The third element is technology. Technology provides access to learning resources anywhere and anytime. In learning environments, technology plays a mediating role in improving learning comprehension. This element shows the features associated with mobile devices, including network connectivity, flexibility, usability, technical support, reliability, and costs associated with the technology ( 33 , 37 , 38 , 40 , 42 , 57 ).
Other important components of the model introduced above are external factors.
2-Legitimacy: The medical education institute supports the use of mobile resources in different places ( 21 ).
Strengths and limitations
One of the limitations of this study is the limited number of studies in medical sciences and the lack of a similar structure or model to guide the study. Due to the use of only English and Persian articles, some valid documents may not be included in this study. The main focus of the study was on innovative conceptual interpretation of researchers. Another limitation is the low sensitivity of the searches. For this limitation, the authors used experienced researchers. On the other hand, our study has some strengths; we mentioned the Iranian model of m-Learning in our study and used the researchers’ expertise and experience in assessing the quality to increase scientific rigor.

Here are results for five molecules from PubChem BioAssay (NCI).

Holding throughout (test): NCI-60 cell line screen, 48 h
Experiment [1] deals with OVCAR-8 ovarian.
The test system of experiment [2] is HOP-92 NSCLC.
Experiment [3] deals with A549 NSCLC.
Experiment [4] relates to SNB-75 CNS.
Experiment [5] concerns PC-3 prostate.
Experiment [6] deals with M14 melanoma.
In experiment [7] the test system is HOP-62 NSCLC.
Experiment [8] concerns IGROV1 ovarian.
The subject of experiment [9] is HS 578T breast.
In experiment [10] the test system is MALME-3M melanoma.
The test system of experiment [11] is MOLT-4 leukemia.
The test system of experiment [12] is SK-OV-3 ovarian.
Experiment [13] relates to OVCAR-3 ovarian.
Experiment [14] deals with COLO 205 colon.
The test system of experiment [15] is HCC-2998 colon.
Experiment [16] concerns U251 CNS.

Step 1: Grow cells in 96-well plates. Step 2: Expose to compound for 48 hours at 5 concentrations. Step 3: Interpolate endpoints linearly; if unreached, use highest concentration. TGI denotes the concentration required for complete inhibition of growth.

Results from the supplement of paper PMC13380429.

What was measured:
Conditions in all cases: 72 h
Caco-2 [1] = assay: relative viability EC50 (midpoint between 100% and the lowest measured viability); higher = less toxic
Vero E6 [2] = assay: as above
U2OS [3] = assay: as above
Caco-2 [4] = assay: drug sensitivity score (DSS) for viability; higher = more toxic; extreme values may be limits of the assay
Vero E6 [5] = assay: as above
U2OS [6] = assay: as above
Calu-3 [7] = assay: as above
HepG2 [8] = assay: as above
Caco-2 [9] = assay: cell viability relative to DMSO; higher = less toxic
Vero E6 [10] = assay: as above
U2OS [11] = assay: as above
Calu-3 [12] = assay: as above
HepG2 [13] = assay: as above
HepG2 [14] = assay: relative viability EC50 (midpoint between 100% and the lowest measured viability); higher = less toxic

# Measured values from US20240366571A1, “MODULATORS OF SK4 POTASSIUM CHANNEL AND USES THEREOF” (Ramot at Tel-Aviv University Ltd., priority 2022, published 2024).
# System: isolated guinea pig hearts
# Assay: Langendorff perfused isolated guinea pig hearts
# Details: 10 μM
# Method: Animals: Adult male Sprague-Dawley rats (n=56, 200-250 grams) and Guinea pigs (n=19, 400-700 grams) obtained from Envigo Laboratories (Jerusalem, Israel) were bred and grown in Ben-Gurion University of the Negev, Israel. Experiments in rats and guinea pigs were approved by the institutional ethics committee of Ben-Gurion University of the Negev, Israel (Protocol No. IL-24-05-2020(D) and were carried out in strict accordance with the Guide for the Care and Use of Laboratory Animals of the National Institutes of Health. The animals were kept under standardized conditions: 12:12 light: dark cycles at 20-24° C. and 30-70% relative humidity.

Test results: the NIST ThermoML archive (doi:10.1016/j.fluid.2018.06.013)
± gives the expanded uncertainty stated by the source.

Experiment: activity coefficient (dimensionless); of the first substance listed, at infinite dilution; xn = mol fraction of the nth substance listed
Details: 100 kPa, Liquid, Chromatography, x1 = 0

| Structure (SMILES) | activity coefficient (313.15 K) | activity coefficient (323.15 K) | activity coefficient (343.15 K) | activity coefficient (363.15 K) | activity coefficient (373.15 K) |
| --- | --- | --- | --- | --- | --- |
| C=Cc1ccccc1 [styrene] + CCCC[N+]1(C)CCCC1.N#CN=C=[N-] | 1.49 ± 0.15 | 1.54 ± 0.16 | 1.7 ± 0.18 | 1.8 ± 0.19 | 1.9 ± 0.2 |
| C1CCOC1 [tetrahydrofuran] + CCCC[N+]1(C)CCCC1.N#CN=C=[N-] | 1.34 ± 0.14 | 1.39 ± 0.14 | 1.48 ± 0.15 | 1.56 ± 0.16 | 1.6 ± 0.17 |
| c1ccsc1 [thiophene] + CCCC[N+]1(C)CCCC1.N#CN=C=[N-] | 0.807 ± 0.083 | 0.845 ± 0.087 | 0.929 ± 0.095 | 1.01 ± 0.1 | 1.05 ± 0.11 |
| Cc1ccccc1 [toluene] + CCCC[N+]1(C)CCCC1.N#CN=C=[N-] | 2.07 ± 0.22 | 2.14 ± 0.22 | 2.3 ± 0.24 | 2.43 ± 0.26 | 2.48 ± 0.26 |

Future research can explore the impact of m-Learning on the acquisition of knowledge, attitudes, and skills of medical students in the COVID-19 and post-COVID eras, and its role in theoretical and clinical education.
The results of this study will be an important contribution to the knowledge collection in the field of m-Learning in medical education. Reviewing the models shows that each model tries to explain a part of the m-Learning strategies that have not been represented in other models. Therefore, we introduce a comprehensive model of m-Learning (K-ASK3 model) that includes specific characteristics of strategies in the medical education context. The K-ASK3 model contains all the elements of the other models. This model includes three main elements of m-Learning: 1. Stakeholders, 2. Interaction, and 3. Technology, influenced by external factors including mobiquette, legitimacy, and awareness of m-Learning. Paying attention to the elements of this model to change the educational policies of institutions may play an important role. Faculty development for using m-Learning should be included in the work program of educational institutions.
The authors would like to thank their colleagues, who provided them with supplemental data.
Conflict of Interest: None declared.